Subsurface Utility Engineering (SUE)

OMNI Communications provides Utility Locating Services for identifying, locating, and mapping existing underground utilities using state-of-the-art geophysical sensing equipment and non-destructive excavation techniques. Experienced professional technicians perform all research, field surveys, testing, data management, quality control, and final CAD Plan Preparation for the most demanding underground utility locating and utility survey projects.

SUE Quality Levels, as described by the American Society of Civil Engineers (ASCE), classify the quality of subsurface utility information obtained based on degree of risk and accuracy, from Level D (low quality) to Level A (highest accuracy).
Quality Level D: Record Research/Data Collection
Information derived from records research or oral history. This level of service can provide a "feel" for the overall congestion of utilities, but is often limited in terms of comprehensiveness and
Quality Level B: Utility Designation
Designation data is collected by thorough applications of appropriate surface geophysical sensing technology. Located utilities are marked, field-tied to project monumentation, and mapped onto plan documents.
Quality Level C: Visible Surface Feature Utility Survey
Utility surface feature data is obtained from surveying and plotting above ground utility features. Level C data supplements Level B data and finds omissions and errors in record information.
Quality Level A: Underground Utility Locating  (Test Hole)
For this highest confidence level, precise horizontal and vertical location of utilities is obtained using non-destructive vacuum excavation equipment to safely expose, measure and map utilities. Includes all other Quality Level tasks and conflict resolution.
OMNI SUE Project Types
  • Highways
  • Airport
  • Railroad
  • Transit
  • Building Construction
  • Environmental
  • Any project where underground utilities may be encountered
SUE Benefits
Subsurface Utility Engineering reduces risk and saves significant time and money by eliminating the need for plans, revisions or utility relocations due to unidentified utilities conflicts discovered during construction. 
  • Accurate location, description, and condition of buried utilities is  known and correctly shown on design or construction plans.
  • Reduce project delays and costs during design and construction due to unforeseen utility conflicts, relocations and additional survey requests.
  • Improve productivity and quality during design and construction.
  • Minimize risks of utility damages / improve safety in work zones, reducing insurance liabilities.
  • Avoid unnecessary utility relocations.
  • Quick response to critical utility concerns.
  • Improve scheduling for utility data.
  • Cost savings for the client and utility companies.
OMNI SUE Procedures
OMNI covers all the bases for obtaining comprehensive subsurface utility information.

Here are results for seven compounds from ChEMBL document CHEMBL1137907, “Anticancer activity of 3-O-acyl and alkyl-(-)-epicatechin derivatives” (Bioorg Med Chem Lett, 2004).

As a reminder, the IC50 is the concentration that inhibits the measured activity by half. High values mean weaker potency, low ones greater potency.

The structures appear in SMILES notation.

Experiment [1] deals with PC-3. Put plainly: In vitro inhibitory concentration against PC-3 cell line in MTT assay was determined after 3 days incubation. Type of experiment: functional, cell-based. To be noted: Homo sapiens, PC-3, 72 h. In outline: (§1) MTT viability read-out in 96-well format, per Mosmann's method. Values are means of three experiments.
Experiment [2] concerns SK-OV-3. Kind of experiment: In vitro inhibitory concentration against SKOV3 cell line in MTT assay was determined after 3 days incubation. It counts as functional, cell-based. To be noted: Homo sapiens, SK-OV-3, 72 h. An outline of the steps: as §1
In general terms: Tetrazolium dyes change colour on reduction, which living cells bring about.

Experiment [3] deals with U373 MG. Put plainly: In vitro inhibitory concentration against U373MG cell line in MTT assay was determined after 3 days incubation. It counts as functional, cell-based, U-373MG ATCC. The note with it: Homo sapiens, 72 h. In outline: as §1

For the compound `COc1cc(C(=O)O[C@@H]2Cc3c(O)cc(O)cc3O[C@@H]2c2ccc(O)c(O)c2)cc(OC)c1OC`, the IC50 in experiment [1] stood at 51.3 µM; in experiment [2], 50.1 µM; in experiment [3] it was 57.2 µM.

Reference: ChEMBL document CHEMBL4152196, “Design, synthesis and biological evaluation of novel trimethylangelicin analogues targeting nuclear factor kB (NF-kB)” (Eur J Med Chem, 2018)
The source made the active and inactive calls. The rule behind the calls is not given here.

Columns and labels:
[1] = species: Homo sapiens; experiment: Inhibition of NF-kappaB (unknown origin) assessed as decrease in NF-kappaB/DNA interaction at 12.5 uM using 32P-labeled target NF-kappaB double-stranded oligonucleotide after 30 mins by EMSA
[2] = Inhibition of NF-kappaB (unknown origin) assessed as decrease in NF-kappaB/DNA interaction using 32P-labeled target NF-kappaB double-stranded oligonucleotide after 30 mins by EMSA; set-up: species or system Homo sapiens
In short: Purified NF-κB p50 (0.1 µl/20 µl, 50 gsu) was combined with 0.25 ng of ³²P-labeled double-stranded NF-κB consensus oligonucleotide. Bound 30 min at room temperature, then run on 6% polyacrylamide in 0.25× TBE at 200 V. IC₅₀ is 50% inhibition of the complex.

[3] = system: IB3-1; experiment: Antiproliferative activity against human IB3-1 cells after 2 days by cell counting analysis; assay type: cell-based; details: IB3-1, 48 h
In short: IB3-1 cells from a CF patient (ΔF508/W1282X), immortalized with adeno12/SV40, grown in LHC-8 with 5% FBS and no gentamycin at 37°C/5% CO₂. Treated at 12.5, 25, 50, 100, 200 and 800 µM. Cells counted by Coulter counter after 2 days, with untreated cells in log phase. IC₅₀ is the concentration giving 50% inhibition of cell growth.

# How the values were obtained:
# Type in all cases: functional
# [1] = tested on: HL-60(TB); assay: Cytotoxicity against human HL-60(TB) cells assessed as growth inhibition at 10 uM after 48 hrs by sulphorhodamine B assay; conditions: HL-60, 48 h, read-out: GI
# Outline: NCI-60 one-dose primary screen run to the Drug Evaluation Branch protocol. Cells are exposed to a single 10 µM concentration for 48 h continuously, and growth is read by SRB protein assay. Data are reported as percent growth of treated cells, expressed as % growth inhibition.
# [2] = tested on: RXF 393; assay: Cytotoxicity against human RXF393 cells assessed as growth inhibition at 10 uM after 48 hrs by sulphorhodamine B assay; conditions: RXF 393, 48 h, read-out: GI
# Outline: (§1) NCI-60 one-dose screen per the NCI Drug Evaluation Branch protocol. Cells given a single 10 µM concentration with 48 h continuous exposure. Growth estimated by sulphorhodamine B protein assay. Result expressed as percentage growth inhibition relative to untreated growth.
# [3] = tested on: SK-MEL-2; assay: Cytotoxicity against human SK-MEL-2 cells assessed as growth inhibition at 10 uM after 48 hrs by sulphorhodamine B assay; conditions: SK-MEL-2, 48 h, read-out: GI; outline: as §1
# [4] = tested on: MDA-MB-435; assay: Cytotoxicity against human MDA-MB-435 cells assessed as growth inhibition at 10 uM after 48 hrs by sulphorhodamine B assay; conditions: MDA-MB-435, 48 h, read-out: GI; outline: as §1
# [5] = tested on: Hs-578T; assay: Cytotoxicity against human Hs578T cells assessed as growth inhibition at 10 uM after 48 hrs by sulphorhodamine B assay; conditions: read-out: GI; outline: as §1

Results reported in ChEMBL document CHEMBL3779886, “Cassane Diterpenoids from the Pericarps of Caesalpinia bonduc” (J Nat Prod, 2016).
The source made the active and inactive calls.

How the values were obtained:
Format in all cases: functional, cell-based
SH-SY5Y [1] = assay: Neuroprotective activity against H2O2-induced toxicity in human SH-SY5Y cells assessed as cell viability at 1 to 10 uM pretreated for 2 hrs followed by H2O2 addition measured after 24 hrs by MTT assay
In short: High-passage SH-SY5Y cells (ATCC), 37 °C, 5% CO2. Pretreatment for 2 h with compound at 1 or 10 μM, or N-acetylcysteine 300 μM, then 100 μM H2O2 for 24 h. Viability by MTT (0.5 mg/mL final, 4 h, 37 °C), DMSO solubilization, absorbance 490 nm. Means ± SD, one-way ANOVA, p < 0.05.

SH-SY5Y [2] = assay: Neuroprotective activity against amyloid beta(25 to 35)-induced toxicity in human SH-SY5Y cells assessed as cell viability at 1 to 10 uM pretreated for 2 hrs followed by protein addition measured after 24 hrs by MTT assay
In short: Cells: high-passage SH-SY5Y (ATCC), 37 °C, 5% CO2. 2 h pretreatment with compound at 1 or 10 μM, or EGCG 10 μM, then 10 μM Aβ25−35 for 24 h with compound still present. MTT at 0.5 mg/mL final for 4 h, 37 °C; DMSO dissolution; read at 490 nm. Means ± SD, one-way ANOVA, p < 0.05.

• Obtain utility records from owners identified by the local one-call system, and provide the client with a list of all utility owners and contacts. This would typically include, but not be limited to:
Fiber Optic Lines
Cable Television
Traffic Control Systems  
Forced Sanitary Sewers
In the case of a private site, the utilities may include steam, petroleum and communication lines that interconnect buildings.
  • Appropriate traffic control and warning signs are used during all phases of field investigation and survey.
  • Utilities are then designated using electromagnetic or Ground Penetrating Radar (GPR).
  • Marked utilities are then collected using conventional or GPS survey equipment.
  • The collected utilities are plotted in an electronic format chosen by the client. These plots are compared to field sketches and utility records in the quality assurance phase.
  • Mapped utilities are delivered in a hard copy plot and / or electronically in Microstation or AutoCAD format. This information is integrated into the design file where utility conflicts can be identified and addressed.
SUE Stats
Subsurface Utility Engineering (SUE) is a branch of engineering practice that involves managing certain risks associated with utility mapping at appropriate quality levels, utility coordination, utility relocation design and coordination, utility condition assessment, communication of utility data to concerned parties, utility relocation cost estimates, implementation of utility accommodation policies, and utility design.
-- As defined in Standard Guideline for the Collection and Depiction of Existing Subsurface Utility Data, CI/ASCE 38-02, American Society of Civil Engineers, 2002.

  • Federal Highway Administration (FHWA) commissioned study determined an average project savings of $4.62 for every dollar spent on SUE.
  • ASCE has standard guidelines for SUE best practices.
  • SUE has resulted in 20% shorter construction schedules.
  • The DOT has found utilities location deviation without SUE to have errors averaging as much as 20 feet from locations shown on existing plans.
  • Other data indicates that up to 20% of utilities encountered on highway projects have no previously existing records available.